AUA2023 BEST VIDEOS A Comprehensive Review of Neuroanatomy, Prostate Anatomy, and Periprostatic Structures
By: Sneha Parekh, MD, Larkin Community Hospital, South Miami, Florida; Ash Tewari, MD, MCH, Mount Sinai Hospital, New York, New York | Posted on: 30 Aug 2023
Prostate cancer is the leading cause of cancer-related death in men in the United States. With advancements in technology and research, robotic-assisted laparoscopic prostatectomy has become widely used for precise surgical dissection of anatomical planes. This precision is aided by knowledge gained from cadaver studies and visualization of anatomy through pre- and intraoperative imaging techniques. Our 3D animated video (https://youtu.be/—btx1UsWUk) presents the most updated anatomy of the prostate, its surrounding structures, and neuroanatomy. It is based on literature published from July 2002 to January 2022. Using Autodesk Maya software, we created a detailed 3D animation video to explain the complex anatomy in a clear and accessible manner.
Figure 1. Hood components: detrusor apron, endopelvic fascia.10
Figure 2. Periprostatic anatomy.
Figure 3. Periprostatic anatomy.
Prostate Capsule and Periprostatic Fascia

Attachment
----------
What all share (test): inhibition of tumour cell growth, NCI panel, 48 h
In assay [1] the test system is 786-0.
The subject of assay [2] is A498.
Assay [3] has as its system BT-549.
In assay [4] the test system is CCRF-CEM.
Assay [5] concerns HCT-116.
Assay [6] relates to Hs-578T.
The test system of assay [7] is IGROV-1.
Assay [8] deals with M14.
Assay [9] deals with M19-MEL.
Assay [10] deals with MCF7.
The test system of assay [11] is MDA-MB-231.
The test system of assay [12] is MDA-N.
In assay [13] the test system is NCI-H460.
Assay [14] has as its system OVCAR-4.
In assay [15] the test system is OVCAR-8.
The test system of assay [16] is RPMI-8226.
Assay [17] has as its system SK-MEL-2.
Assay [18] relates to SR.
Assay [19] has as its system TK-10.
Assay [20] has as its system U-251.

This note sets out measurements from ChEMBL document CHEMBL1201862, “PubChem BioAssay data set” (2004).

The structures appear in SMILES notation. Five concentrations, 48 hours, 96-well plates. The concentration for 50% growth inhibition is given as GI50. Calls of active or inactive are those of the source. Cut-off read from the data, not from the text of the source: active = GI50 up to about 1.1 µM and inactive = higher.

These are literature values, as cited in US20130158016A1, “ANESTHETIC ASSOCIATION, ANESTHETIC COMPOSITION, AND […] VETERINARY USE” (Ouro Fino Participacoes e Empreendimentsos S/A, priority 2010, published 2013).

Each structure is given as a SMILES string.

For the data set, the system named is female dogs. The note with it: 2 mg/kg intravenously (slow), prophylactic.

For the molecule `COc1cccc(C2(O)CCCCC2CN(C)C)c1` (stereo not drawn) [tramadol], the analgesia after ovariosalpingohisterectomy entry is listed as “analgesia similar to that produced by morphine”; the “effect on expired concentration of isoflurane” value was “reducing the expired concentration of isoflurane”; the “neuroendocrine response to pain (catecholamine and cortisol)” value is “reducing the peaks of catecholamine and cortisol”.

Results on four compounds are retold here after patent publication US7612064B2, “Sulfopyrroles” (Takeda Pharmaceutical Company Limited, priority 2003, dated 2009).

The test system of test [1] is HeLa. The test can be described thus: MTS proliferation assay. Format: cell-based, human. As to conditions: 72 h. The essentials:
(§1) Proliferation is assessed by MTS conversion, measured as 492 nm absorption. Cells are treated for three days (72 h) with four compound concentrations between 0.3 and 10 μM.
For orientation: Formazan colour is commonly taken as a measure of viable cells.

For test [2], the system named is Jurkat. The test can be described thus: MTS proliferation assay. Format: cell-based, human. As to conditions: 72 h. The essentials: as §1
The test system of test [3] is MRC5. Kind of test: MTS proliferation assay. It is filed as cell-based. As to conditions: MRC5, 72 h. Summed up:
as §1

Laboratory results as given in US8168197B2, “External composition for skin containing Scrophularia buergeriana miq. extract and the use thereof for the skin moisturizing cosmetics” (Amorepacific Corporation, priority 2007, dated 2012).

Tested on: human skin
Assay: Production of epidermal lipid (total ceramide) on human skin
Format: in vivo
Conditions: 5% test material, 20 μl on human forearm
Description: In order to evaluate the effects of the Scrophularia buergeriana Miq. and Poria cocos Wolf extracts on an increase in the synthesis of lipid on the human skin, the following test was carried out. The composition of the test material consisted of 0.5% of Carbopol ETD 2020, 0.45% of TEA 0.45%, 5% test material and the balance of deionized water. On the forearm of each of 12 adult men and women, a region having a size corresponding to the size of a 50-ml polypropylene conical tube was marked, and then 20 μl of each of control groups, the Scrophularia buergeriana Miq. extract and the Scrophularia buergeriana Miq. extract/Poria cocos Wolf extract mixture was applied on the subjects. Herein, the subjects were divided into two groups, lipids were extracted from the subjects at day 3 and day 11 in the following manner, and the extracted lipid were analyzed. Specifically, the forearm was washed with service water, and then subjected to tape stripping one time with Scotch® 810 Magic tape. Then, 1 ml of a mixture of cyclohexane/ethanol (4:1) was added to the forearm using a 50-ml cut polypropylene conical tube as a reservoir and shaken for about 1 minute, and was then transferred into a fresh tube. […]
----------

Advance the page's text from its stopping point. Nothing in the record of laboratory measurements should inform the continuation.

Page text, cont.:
The prostate is a dense fibromuscular gland located in the true pelvis. It is surrounded by the endopelvic fascia (Figure 1), which consists of a visceral and parietal layer, followed by the prostatic fascia and prostatic capsule.1 These layers contain intermingling nerves, while vessels lie between the prostatic fascia and capsule (Figures 2 and 3). The capsule covers the prostate laterally and posteriorly, while ventrally it fuses with the lateral borders of the anterior fibromuscular stroma (AFMS). The prostatic capsule extends to the posterolateral prostate, medially enveloping the neurovascular bundle (NVB) and becoming the pararectal fascia covering the rectum. The fusion of the capsule with the levator fascia laterally and the Denonvilliers fascia posteriorly results in denser areas compared to other prostatic regions. This anatomical background has led to the classification of grades of nerve sparing, with athermal and traction-free techniques employed to achieve a balanced oncologic and functional outcome. Preoperative mapping of nerves on imaging plays a vital role in achieving better nerve sparing.2,3